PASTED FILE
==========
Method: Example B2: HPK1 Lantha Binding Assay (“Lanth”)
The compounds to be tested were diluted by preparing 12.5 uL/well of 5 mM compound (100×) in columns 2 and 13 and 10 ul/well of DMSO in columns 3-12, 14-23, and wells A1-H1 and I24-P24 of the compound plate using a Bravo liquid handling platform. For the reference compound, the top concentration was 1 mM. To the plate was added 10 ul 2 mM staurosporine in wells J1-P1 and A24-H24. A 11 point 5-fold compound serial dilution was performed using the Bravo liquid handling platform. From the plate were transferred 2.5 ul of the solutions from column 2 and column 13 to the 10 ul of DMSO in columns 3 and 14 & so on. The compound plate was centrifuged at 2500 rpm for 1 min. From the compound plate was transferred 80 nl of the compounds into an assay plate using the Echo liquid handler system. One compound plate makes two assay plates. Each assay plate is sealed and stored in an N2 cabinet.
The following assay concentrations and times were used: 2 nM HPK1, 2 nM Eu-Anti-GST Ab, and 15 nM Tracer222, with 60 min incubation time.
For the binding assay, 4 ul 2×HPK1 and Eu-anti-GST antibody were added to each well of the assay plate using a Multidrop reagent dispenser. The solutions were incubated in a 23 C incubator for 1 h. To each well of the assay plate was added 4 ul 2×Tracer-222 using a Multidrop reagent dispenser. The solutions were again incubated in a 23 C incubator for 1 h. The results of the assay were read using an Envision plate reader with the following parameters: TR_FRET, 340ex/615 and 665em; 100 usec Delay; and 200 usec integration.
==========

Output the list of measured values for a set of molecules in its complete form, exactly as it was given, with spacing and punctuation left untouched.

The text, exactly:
Method: Example B2: HPK1 Lantha Binding Assay (“Lanth”)
The compounds to be tested were diluted by preparing 12.5 uL/well of 5 mM compound (100×) in columns 2 and 13 and 10 ul/well of DMSO in columns 3-12, 14-23, and wells A1-H1 and I24-P24 of the compound plate using a Bravo liquid handling platform. For the reference compound, the top concentration was 1 mM. To the plate was added 10 ul 2 mM staurosporine in wells J1-P1 and A24-H24. A 11 point 5-fold compound serial dilution was performed using the Bravo liquid handling platform. From the plate were transferred 2.5 ul of the solutions from column 2 and column 13 to the 10 ul of DMSO in columns 3 and 14 & so on. The compound plate was centrifuged at 2500 rpm for 1 min. From the compound plate was transferred 80 nl of the compounds into an assay plate using the Echo liquid handler system. One compound plate makes two assay plates. Each assay plate is sealed and stored in an N2 cabinet.
The following assay concentrations and times were used: 2 nM HPK1, 2 nM Eu-Anti-GST Ab, and 15 nM Tracer222, with 60 min incubation time.
For the binding assay, 4 ul 2×HPK1 and Eu-anti-GST antibody were added to each well of the assay plate using a Multidrop reagent dispenser. The solutions were incubated in a 23 C incubator for 1 h. To each well of the assay plate was added 4 ul 2×Tracer-222 using a Multidrop reagent dispenser. The solutions were again incubated in a 23 C incubator for 1 h. The results of the assay were read using an Envision plate reader with the following parameters: TR_FRET, 340ex/615 and 665em; 100 usec Delay; and 200 usec integration.